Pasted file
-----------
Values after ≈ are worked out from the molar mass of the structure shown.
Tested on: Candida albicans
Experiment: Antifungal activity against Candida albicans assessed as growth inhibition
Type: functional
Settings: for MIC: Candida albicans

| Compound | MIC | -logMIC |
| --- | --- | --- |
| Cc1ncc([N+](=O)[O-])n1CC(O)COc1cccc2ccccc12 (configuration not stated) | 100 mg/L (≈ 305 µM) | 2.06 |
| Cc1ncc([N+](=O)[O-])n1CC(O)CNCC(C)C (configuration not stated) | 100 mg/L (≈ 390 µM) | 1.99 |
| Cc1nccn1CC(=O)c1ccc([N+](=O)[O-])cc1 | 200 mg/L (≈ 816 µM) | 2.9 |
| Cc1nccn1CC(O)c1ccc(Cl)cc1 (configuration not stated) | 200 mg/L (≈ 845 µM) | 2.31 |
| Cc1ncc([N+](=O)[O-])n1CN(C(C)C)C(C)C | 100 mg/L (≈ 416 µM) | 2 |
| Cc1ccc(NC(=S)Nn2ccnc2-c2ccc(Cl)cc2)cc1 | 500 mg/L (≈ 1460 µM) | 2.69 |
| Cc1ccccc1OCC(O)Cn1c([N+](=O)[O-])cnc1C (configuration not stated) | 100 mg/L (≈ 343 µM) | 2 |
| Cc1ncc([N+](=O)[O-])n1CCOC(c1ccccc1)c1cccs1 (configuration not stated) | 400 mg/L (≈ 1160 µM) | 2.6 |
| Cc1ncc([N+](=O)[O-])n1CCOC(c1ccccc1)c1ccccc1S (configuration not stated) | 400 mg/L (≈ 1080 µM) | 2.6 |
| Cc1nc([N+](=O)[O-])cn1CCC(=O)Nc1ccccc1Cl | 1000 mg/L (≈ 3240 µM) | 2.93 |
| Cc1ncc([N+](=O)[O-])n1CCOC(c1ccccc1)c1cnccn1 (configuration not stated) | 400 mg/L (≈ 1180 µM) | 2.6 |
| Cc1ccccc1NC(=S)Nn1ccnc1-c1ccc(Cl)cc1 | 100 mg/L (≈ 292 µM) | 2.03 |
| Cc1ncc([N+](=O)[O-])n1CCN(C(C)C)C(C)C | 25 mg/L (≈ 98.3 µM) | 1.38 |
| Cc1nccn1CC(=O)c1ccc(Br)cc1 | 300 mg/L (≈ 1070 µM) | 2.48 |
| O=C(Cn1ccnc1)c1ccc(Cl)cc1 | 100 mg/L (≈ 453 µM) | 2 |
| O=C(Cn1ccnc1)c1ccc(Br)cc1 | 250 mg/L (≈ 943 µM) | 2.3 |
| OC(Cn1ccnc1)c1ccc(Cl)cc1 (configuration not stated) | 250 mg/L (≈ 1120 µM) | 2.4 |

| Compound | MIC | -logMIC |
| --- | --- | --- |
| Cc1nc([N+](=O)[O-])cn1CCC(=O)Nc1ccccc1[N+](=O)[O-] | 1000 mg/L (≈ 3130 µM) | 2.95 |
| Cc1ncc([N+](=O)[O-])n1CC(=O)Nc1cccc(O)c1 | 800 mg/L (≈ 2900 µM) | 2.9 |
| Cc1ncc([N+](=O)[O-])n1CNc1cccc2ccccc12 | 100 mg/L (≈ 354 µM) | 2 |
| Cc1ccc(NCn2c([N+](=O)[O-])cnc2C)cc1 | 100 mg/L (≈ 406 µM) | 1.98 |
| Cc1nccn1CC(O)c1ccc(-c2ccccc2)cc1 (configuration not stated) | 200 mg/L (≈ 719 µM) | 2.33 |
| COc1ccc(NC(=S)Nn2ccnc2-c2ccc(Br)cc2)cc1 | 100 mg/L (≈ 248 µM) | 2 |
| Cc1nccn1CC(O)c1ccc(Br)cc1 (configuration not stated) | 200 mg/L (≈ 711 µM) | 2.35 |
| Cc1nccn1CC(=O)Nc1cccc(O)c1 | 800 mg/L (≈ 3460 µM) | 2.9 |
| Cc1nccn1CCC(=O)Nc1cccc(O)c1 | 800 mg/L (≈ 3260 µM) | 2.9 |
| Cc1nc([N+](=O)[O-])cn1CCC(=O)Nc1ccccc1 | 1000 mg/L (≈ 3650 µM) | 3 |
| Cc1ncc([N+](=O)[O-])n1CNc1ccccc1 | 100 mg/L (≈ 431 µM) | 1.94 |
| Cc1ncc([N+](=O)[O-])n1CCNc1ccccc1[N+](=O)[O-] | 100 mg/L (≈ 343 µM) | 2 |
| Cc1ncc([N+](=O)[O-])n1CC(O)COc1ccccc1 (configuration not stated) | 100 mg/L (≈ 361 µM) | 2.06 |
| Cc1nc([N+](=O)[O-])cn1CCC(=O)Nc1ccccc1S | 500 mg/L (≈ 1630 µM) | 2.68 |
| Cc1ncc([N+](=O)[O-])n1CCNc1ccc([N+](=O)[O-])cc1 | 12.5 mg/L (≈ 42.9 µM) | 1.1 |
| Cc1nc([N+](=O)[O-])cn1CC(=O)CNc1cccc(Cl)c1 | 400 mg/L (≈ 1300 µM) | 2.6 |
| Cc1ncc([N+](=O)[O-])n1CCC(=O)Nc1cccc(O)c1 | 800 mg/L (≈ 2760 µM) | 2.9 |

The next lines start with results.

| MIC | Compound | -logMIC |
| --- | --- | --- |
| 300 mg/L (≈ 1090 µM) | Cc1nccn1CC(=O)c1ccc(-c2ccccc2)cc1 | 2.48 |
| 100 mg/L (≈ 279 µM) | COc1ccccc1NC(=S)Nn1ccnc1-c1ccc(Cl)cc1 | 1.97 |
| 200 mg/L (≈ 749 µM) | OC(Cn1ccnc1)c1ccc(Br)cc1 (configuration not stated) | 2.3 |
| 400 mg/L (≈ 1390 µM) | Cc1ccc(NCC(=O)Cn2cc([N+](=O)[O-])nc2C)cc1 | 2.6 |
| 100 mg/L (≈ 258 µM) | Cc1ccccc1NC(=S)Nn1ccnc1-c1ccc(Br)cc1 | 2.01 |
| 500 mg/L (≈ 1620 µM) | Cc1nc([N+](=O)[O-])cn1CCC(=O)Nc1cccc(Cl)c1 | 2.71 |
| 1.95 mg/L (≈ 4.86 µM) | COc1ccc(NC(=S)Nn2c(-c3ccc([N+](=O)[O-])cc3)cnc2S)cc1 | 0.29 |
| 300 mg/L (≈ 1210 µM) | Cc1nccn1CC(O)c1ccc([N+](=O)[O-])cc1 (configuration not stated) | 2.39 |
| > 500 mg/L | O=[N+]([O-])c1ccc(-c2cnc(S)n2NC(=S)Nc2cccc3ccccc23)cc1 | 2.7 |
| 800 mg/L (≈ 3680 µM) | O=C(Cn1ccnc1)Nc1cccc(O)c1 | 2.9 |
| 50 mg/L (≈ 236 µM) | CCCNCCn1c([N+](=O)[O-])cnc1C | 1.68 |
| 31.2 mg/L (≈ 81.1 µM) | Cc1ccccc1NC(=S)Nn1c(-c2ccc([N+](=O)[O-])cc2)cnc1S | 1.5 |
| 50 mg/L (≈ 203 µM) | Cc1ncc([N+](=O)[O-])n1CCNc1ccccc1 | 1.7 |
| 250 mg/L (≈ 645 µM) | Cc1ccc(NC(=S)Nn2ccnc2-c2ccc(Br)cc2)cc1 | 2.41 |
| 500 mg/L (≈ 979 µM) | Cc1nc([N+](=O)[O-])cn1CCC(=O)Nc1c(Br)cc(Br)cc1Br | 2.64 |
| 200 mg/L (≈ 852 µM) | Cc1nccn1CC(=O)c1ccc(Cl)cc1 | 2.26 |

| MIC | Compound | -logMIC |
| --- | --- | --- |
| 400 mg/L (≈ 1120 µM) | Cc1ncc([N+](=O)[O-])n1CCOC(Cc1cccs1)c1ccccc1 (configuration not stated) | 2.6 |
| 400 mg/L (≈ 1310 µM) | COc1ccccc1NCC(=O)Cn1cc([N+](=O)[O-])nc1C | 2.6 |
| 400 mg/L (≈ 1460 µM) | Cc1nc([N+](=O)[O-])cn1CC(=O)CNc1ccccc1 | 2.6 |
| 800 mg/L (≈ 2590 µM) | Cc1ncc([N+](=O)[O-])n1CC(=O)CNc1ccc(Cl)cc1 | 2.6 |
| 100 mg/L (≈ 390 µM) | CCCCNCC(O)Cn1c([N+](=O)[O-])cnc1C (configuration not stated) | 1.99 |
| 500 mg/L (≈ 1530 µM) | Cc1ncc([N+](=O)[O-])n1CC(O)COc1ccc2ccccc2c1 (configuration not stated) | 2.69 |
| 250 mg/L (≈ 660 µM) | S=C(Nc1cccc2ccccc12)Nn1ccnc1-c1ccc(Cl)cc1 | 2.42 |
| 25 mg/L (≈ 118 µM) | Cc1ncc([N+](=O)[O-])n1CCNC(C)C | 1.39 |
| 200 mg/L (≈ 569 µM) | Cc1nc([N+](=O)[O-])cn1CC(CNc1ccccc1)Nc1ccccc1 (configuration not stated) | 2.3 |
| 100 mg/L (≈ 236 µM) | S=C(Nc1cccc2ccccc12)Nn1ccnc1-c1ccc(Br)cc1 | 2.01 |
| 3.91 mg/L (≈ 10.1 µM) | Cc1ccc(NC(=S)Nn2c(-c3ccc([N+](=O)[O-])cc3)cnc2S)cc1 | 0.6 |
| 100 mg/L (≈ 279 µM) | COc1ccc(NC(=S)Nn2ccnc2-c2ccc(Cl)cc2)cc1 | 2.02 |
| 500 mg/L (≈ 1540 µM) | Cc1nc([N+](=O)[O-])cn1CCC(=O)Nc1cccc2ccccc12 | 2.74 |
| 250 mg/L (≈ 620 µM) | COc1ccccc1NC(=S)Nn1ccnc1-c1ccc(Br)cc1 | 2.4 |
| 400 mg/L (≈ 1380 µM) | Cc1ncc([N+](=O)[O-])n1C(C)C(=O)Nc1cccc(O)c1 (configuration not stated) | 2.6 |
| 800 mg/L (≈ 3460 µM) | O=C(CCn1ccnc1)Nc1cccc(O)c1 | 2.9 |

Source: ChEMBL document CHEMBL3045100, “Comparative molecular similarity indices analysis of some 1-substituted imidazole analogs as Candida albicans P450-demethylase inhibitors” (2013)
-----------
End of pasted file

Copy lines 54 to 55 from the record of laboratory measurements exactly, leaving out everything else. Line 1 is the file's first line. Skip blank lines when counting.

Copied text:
| 300 mg/L (≈ 1210 µM) | Cc1nccn1CC(O)c1ccc([N+](=O)[O-])cc1 (configuration not stated) | 2.39 |
| > 500 mg/L | O=[N+]([O-])c1ccc(-c2cnc(S)n2NC(=S)Nc2cccc3ccccc23)cc1 | 2.7 |